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Fetterman says his stroke recovery ‘changes everything’ but he’s fit to serve as senator

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BRADDOCK, Dad. – John Fetterman, the Democratic nominee in a pivotal race in the Pennsylvania Senate, is still struggling to understand what he is hearing and to speak clearly after a stroke in May.

In an exclusive broadcast interview with NBC News taped at his home on Friday, Fetterman said his recovery “changes everything” and that if voters choose him over Republican Mehmet Oz, his ability to serve in the Senate would not affect his ability to serve in the Senate. .

“I don’t think it will have an impact,” said Fetterman, who resumed his duties as lieutenant governor of Pennsylvania in May but didn’t start appearing at public campaign events until mid-August. “I feel like I’m going to get better and better every day. And in January I’m going [to] be, you know, much better. and dr. Oz will still be a con artist.”

In the in-depth interview, Fetterman discussed issues that became big during the Pennsylvania race: abortion rights, crime and inflation, as well as how to handle the opioid epidemic.

During the interview, Fetterman occasionally stuttered and had trouble finding words. He answered oral questions after reading captions on a computer screen. “Sometimes I hear things in a way that isn’t quite clear. So I’m using captions so I can see what you’re saying about captioning,” Fetterman said.

Tune in to “Nightly News with Lester Holt” at 6:30 PM ET / 5:30 PM CT for more of our interview with Fetterman. An expanded version of the interview will be published on NBCNews.com on Wednesday.

He said the stroke, after which doctors implanted a pacemaker with a defibrillator to monitor and regulate his heartbeat, has changed the way he communicates, including with his family.

“It changes everything,” Fetterman said, in response to a question about how his recovery has changed his day-to-day life. “Everything has changed about it.”

Fetterman, acknowledging the challenges he still faces, added: “But it gets much much better where I take in a lot. But to be precise, I use captioning so that’s really the maijing – that’s the big one.” challenge. And every now and then I miss a word. Every now and then. Or sometimes I may get two words mixed up. But as long as I have subtitles, I can understand exactly what is being asked.”

At one point, he struggled to articulate the word “empathetic”—switching between proper pronunciation and “emphetic”—then pointed that out as an example of the effect of the stroke. When asked about those moments, Fetterman said the search for language is not a difficult experience.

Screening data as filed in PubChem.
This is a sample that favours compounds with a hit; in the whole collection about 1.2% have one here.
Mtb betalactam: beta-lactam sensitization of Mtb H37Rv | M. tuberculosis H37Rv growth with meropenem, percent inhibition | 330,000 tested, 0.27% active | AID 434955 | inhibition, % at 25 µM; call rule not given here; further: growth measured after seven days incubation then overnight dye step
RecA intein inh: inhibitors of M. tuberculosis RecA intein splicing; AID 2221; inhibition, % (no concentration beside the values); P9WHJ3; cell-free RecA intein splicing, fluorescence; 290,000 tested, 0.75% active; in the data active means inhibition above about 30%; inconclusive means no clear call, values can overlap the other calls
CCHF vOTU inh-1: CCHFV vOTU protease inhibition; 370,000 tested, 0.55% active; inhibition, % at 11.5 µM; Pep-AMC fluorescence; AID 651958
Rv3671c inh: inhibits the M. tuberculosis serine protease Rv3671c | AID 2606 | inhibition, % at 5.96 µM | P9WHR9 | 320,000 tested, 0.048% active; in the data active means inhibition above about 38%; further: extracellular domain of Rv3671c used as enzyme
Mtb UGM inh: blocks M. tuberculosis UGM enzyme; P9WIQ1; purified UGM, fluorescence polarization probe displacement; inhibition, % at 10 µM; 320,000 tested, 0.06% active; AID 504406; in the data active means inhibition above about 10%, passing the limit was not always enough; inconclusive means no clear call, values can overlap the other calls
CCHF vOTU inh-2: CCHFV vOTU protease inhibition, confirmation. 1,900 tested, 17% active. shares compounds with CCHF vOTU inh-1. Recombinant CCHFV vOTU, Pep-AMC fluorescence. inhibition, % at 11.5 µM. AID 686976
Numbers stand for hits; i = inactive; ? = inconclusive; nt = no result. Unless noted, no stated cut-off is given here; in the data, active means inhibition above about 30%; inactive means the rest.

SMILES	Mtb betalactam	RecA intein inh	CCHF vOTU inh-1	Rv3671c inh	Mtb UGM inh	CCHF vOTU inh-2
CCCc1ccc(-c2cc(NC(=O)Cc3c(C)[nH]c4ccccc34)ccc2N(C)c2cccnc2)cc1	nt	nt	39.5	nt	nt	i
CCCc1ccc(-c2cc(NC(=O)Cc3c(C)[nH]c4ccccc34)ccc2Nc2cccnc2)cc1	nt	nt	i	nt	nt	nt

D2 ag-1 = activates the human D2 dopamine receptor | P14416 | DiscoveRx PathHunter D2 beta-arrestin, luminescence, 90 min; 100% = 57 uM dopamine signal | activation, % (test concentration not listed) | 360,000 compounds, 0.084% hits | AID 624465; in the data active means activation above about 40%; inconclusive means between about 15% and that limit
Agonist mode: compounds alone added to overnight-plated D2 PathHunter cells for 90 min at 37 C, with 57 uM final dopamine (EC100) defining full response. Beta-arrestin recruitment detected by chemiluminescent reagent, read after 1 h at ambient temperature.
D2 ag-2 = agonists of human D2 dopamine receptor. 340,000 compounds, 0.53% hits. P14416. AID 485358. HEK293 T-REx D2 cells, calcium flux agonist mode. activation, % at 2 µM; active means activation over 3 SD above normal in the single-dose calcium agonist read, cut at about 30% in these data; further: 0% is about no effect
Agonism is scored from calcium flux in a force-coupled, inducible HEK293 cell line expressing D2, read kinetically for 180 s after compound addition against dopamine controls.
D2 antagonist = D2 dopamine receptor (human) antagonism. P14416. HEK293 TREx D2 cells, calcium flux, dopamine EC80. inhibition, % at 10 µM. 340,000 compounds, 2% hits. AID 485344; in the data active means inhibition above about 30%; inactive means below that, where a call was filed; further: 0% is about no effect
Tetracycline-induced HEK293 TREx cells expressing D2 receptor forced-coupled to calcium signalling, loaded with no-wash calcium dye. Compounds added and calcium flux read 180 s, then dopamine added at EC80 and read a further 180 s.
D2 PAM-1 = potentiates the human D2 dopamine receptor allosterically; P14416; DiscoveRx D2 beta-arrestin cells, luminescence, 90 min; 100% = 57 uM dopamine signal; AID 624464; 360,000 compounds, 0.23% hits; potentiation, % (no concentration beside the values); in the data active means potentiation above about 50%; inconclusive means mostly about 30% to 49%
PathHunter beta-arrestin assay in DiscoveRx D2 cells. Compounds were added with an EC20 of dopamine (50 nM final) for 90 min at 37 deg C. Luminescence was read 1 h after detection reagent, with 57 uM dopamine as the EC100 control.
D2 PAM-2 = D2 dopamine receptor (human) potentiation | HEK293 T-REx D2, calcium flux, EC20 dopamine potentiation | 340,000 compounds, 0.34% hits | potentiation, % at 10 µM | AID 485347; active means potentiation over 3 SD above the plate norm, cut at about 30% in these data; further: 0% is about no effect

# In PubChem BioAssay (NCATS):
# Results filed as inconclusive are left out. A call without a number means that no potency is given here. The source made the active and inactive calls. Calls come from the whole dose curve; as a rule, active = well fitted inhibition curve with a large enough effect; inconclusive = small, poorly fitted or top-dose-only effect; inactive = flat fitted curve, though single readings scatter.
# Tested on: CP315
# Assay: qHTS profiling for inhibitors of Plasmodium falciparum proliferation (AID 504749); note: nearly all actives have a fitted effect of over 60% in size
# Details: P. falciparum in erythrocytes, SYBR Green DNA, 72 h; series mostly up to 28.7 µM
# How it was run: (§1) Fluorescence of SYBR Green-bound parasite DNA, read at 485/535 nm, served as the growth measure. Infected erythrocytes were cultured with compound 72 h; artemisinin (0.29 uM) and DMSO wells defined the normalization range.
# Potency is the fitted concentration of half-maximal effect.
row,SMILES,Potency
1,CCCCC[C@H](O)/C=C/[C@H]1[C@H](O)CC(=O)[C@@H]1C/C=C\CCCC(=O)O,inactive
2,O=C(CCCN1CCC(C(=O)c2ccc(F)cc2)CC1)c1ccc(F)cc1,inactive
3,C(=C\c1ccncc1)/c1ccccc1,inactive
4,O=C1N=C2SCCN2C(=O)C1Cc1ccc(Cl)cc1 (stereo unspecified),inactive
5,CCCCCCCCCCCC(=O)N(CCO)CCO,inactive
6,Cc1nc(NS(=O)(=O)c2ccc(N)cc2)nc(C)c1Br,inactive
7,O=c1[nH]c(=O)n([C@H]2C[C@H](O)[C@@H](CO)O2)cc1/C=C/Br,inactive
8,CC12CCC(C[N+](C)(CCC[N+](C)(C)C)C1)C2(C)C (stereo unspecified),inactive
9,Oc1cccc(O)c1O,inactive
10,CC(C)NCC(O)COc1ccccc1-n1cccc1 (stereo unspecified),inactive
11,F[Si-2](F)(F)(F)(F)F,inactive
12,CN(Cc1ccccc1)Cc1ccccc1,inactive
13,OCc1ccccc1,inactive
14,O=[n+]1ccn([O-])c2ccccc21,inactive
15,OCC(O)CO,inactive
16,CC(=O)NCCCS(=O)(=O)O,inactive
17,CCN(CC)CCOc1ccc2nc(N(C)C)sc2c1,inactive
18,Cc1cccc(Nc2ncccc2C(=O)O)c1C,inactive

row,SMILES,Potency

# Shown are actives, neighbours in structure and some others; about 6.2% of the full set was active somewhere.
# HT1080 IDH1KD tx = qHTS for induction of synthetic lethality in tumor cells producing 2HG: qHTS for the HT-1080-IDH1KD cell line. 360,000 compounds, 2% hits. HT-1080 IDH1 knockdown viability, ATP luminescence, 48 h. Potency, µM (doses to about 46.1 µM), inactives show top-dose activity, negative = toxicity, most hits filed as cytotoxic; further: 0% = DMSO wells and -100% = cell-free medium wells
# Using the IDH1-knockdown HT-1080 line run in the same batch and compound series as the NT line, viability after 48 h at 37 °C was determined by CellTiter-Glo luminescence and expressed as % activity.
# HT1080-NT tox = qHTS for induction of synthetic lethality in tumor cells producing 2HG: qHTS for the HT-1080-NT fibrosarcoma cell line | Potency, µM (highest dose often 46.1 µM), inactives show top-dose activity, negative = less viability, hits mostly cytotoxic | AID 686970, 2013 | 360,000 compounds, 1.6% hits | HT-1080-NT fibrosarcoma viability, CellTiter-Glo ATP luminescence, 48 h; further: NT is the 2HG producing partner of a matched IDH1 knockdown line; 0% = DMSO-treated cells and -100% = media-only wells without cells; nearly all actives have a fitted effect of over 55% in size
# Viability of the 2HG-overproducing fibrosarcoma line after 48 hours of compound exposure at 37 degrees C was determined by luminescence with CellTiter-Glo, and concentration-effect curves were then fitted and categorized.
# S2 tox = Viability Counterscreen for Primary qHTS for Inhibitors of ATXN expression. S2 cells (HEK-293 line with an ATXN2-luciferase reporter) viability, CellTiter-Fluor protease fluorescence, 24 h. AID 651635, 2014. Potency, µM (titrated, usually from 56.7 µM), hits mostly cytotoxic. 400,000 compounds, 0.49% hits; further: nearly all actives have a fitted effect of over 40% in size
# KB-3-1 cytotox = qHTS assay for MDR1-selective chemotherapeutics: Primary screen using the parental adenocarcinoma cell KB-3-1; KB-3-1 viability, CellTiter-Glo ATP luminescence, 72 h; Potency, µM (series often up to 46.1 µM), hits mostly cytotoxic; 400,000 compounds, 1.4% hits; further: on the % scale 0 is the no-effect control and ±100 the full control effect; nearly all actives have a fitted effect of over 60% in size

“No, I don’t think it was difficult. It was about me having to think more, uh, sl, uh — slower — to just understand and that sometimes that’s kind of processing,” Fetterman said.

Fetterman’s health has been a major focus of a selective race that stands out for its high stakes, low shots and tighter polls. But it wasn’t enough to put Oz in charge of a major investigation, and Republicans pour millions of dollars into ads depicting Fetterman as mild-mannered against crime and pointing to a 2013 incident when he arrested an unarmed black jogger at gunpoint.

Monday’s Real Clear Politics average of polls suggests Fetterman has a 3.7 percentage point lead, much smaller than the double-digit advantage he enjoyed in the immediate aftermath of a controversial GOP scoop that Oz won. recent polls have shown their lead within the margin of error.

But Fetterman’s stroke, which happened just before he won his primary, threw the Democrat off the campaign trail and left some with doubts about his health.

Pressured by NBC News as to why he turned down requests to share his medical records and make his doctors available for interviews, Fetterman said he was not aware of any undisclosed symptoms and argued that he was open with the public about his health and recovery, including auditory processing challenges. He has said that his cognitive function and memory are unaffected.

“I feel like we’ve been very transparent in a lot of ways,” Fetterman said. “If our doctor has already given a letter that I can serve and run. And then I think there – you can’t be more transparent than standing on a podium with 3,000 people and giving a speech without a teleprompter and just being – and putting everything and yourself there like that. I think that’s as transparent as anyone in Pennsylvania can see.”